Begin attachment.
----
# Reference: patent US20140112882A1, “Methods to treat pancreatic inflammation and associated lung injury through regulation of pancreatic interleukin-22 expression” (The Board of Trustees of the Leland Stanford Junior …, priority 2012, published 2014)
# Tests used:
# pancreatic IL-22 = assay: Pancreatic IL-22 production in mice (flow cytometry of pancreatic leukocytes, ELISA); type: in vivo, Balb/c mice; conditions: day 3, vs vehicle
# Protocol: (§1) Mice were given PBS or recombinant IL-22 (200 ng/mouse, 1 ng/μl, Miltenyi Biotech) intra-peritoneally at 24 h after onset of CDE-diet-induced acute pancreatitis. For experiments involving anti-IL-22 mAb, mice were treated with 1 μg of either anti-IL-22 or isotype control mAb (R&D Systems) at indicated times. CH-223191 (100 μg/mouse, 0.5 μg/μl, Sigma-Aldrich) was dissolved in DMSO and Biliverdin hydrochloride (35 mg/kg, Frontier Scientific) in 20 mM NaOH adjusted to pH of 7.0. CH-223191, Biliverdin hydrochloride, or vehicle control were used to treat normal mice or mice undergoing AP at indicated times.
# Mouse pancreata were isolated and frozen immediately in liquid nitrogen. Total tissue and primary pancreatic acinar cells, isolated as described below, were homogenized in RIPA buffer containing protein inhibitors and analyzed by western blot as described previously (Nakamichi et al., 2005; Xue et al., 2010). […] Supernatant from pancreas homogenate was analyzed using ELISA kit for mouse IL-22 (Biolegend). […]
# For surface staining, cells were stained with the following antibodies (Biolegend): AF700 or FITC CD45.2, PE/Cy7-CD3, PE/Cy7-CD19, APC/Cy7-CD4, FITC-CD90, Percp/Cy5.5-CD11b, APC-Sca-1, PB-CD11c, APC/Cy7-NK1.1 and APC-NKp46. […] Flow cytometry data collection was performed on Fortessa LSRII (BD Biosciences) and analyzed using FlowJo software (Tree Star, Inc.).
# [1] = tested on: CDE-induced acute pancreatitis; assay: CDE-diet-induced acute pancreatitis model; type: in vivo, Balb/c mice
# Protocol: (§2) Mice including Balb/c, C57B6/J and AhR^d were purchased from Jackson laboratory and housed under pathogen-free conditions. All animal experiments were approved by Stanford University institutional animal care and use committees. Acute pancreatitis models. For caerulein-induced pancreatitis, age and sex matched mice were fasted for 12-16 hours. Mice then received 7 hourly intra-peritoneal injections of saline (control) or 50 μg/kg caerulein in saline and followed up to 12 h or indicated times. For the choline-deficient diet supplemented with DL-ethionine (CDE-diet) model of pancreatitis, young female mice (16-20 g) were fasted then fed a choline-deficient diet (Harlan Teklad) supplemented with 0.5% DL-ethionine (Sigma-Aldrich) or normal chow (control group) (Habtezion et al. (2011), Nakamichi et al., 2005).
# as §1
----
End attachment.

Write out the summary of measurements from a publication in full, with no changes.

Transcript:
# Reference: patent US20140112882A1, “Methods to treat pancreatic inflammation and associated lung injury through regulation of pancreatic interleukin-22 expression” (The Board of Trustees of the Leland Stanford Junior …, priority 2012, published 2014)
# Tests used:
# pancreatic IL-22 = assay: Pancreatic IL-22 production in mice (flow cytometry of pancreatic leukocytes, ELISA); type: in vivo, Balb/c mice; conditions: day 3, vs vehicle
# Protocol: (§1) Mice were given PBS or recombinant IL-22 (200 ng/mouse, 1 ng/μl, Miltenyi Biotech) intra-peritoneally at 24 h after onset of CDE-diet-induced acute pancreatitis. For experiments involving anti-IL-22 mAb, mice were treated with 1 μg of either anti-IL-22 or isotype control mAb (R&D Systems) at indicated times. CH-223191 (100 μg/mouse, 0.5 μg/μl, Sigma-Aldrich) was dissolved in DMSO and Biliverdin hydrochloride (35 mg/kg, Frontier Scientific) in 20 mM NaOH adjusted to pH of 7.0. CH-223191, Biliverdin hydrochloride, or vehicle control were used to treat normal mice or mice undergoing AP at indicated times.
# Mouse pancreata were isolated and frozen immediately in liquid nitrogen. Total tissue and primary pancreatic acinar cells, isolated as described below, were homogenized in RIPA buffer containing protein inhibitors and analyzed by western blot as described previously (Nakamichi et al., 2005; Xue et al., 2010). […] Supernatant from pancreas homogenate was analyzed using ELISA kit for mouse IL-22 (Biolegend). […]
# For surface staining, cells were stained with the following antibodies (Biolegend): AF700 or FITC CD45.2, PE/Cy7-CD3, PE/Cy7-CD19, APC/Cy7-CD4, FITC-CD90, Percp/Cy5.5-CD11b, APC-Sca-1, PB-CD11c, APC/Cy7-NK1.1 and APC-NKp46. […] Flow cytometry data collection was performed on Fortessa LSRII (BD Biosciences) and analyzed using FlowJo software (Tree Star, Inc.).
# [1] = tested on: CDE-induced acute pancreatitis; assay: CDE-diet-induced acute pancreatitis model; type: in vivo, Balb/c mice
# Protocol: (§2) Mice including Balb/c, C57B6/J and AhR^d were purchased from Jackson laboratory and housed under pathogen-free conditions. All animal experiments were approved by Stanford University institutional animal care and use committees. Acute pancreatitis models. For caerulein-induced pancreatitis, age and sex matched mice were fasted for 12-16 hours. Mice then received 7 hourly intra-peritoneal injections of saline (control) or 50 μg/kg caerulein in saline and followed up to 12 h or indicated times. For the choline-deficient diet supplemented with DL-ethionine (CDE-diet) model of pancreatitis, young female mice (16-20 g) were fasted then fed a choline-deficient diet (Harlan Teklad) supplemented with 0.5% DL-ethionine (Sigma-Aldrich) or normal chow (control group) (Habtezion et al. (2011), Nakamichi et al., 2005).
# as §1